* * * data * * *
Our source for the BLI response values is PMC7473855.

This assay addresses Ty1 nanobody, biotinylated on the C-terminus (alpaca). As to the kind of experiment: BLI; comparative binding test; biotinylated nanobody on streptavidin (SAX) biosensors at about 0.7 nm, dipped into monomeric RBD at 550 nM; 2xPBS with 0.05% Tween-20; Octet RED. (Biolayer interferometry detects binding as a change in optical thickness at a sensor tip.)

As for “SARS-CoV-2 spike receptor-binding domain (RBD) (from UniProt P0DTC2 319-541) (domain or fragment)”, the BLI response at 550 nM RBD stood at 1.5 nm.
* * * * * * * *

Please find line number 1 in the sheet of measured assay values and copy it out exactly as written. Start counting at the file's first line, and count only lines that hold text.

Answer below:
Our source for the BLI response values is PMC7473855.